Scare tactics (and, frankly, lies) like this, particularly when done in the name of Christianity, obscure the gospel and tarnish the name of Christ. They are not charitable, honest, or productive. As a Christian, I repudiate them and challenge supporters of Dobson's ministries to reconsider where they send their money.
There. I said it.
"...seeing as how we're Baptists and all and we generally don't expect to see holy people popping up in our foodstuffs"
An Arlington, TX woman notices
something someone rather noteworthy on a grape.
"I thought this stuff just happened to Catholics?" she said.
John Podhoretz at Contentions replies to the same kind of thing I was talking about in my response to Allen's comment earlier. The double standard the media and Obama supporters (the same thing, I know) apply to Palin also applies to McCain himself. The media, and Allen, have been obsessing over McCain's vetting process, or lack thereof. But, J-Pod says ...
Imagine this. Upon hearing of the pregnancy of Sarah Palin’s daughter, John McCain chooses someone else off his short list for vice president, like Tim Pawlenty. Over the course of the week that followed, word leaks out that McCain had closely considered Palin — known at this point only as a maverick Republican woman who took on the Establishment — but went another way because of the pregnancy of her teenage daughter.
How long before the charges of Republican sexism, obedience to Christianism, a refusal to think outside the box, punitive moralism, a cruel unwillingness to understand that the lives of ordinary Americans can be messy, yada yada yada, would have been hurled at McCain by many of the same people who are now fulminating about the inappropriateness of the Sarah Palin selection?
Exactly right. In the eyes of some, Republicans can do no right. McCain is a man of honor. And J-Pod theorizes, probably correctly, that McCain's sense of honor only reinforced his desire to pick Palin — pushed these supposed "problems" to the side because it would be dishonorable to hold the pregnancy of Palin's teen-aged daughter as a terrible mark against her (which it isn't, by the way.)
From our good friend Kevin at the Exurban League in a post about a lefty religious outfit going apoplectic about the latest developments in the Palin story:
I find no end of humor in the hard left branding conservative Christians as judgmental and harsh, then turning around and labeling them as a hypocrites when they fail to live up to the worst portrayals of what the left has imagined them to be. If we judge harshly, we lose. When we show the love and forgiveness that Christ calls us to show, we lose again (in their eyes).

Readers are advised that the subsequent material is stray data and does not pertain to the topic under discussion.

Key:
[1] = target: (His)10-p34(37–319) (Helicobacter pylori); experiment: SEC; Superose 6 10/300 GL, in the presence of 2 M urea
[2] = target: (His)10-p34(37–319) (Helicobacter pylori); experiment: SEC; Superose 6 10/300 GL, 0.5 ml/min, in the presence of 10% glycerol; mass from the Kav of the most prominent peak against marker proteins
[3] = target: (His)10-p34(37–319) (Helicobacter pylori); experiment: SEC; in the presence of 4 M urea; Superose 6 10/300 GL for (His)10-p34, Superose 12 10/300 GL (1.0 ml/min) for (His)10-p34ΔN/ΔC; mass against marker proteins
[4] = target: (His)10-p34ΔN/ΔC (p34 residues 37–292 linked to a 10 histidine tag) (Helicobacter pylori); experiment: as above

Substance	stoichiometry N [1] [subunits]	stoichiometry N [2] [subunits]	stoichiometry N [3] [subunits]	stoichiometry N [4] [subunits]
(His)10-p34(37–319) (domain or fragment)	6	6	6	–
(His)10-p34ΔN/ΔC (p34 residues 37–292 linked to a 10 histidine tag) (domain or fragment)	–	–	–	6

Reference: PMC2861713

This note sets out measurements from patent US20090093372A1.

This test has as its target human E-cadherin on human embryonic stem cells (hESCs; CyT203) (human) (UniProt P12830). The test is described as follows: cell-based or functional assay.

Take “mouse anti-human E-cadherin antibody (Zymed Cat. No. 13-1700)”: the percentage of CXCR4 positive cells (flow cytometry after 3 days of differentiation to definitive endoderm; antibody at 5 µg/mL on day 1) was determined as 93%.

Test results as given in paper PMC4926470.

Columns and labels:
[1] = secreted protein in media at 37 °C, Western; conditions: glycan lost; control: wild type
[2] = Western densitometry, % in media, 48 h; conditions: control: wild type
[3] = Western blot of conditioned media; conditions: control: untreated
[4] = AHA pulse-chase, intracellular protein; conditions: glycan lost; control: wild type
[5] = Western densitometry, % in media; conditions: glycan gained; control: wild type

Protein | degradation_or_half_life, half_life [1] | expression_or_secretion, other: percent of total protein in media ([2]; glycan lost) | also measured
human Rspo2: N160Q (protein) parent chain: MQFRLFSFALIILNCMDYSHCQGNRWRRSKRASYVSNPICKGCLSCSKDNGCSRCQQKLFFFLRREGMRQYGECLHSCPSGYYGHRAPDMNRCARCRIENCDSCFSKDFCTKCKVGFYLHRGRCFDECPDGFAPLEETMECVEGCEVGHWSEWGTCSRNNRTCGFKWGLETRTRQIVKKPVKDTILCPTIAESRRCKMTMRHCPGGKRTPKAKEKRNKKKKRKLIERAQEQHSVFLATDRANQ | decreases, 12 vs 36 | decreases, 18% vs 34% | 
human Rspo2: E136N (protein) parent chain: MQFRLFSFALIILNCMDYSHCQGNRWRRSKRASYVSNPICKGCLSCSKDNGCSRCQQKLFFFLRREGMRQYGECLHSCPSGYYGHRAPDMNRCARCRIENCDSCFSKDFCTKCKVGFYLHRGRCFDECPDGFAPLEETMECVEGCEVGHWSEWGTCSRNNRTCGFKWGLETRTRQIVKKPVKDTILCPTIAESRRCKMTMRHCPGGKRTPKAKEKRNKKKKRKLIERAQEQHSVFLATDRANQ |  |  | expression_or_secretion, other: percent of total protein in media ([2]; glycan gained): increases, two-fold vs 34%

Joel and I tackle the Saddleback presidential forum in this week's Scripps-Howard column. My view is that such public displays are part of the strange paradox of American politics in the early 21st century -- the confessional culture, but a culture ambivalent about public discussions of personal faith. I thought Rick Warren's questions were interesting, even revelatory. But if it had been up to me, I'm not sure I would have done the event.
"A president's faith -- or lack thereof -- undoubtedly shapes the way he governs," I write. "That's been true since George Washington's day. It's certainly true now. When George W. Bush named Jesus Christ as his favorite political philosopher at a Republican debate in 1999, that told voters a lot about the man and his world view -- for better or for worse. Barack Obama's remark to Rick Warren that deciding when an unborn child should have human rights was 'above his pay grade' is similarly revealing."
Joel argues, not without reason, that "Symbolically... the first presidential debate of 2008 left secular Americans out of the conversation." But he concludes: "Our politicians will never stop speaking -- and even pandering -- to the faithful. But they shouldn't leave the rest of us out in the cold."
Close readers will perceive that I sympathize with Joel here, but only a little. The problem with his argument -- and you really should read the whole thing -- is the sense of grievance it conveys. Left out in the cold? Do secular Americans have no opinion or stake in moral questions, especially as they conflict with public policy? This is the political climate we live in.
That said, I couldn't help but read Dan Henninger in Thursday's Wall Street Journal and think, Damn, I wish I had written that!
Julie Ponzi points out Stanley Fish's latest piece at the New York Times, in which the postmodernist prof confesses to a variety of heresies against the green religion. "Now don’t get me wrong," the good professor writes. "I am wholly persuaded by the arguments in support of the practices I resist. I believe that recycling is good and that disposable paper products are bad. I believe in global warming. I believe in Al Gore. But it is possible to believe something and still resist taking the actions your belief seems to require." Fish is enthusiastically lazy. Incredibly, he cannot let go of modern conveniences. It's astonishing -- scandalous!
If Fish's short essay is to be savored, the comments on the piece are truly something to behold. Ordinarily, comments make me sad or angry or both. But this time, I feel nothing but sweetness and light. My early favorite: "Environmentalists aren’t worshiping anything. They are merely being responsible." Well, of course they are! And the commenter's "responsible" suggestion to Fish is to keep his mouth shut, lest anyone get the wrong idea. Priceless!